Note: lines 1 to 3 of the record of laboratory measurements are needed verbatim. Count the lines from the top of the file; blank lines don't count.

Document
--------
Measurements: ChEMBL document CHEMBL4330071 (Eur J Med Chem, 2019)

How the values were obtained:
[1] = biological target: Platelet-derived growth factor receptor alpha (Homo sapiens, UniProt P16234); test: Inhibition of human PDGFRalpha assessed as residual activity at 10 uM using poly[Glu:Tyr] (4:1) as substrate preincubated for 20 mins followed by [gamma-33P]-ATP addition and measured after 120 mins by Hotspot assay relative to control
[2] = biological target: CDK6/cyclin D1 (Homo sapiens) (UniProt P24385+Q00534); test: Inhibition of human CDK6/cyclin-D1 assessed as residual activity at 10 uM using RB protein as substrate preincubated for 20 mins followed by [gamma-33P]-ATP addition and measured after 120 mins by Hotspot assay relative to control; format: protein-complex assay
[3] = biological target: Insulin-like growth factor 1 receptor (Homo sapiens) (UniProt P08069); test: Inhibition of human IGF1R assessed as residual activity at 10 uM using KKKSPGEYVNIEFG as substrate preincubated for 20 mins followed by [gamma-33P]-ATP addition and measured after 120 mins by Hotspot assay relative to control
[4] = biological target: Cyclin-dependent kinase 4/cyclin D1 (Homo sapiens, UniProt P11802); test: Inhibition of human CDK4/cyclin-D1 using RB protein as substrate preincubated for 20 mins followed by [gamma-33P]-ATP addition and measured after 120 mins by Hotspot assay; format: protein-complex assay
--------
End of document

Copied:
Measurements: ChEMBL document CHEMBL4330071 (Eur J Med Chem, 2019)

How the values were obtained:
[1] = biological target: Platelet-derived growth factor receptor alpha (Homo sapiens, UniProt P16234); test: Inhibition of human PDGFRalpha assessed as residual activity at 10 uM using poly[Glu:Tyr] (4:1) as substrate preincubated for 20 mins followed by [gamma-33P]-ATP addition and measured after 120 mins by Hotspot assay relative to control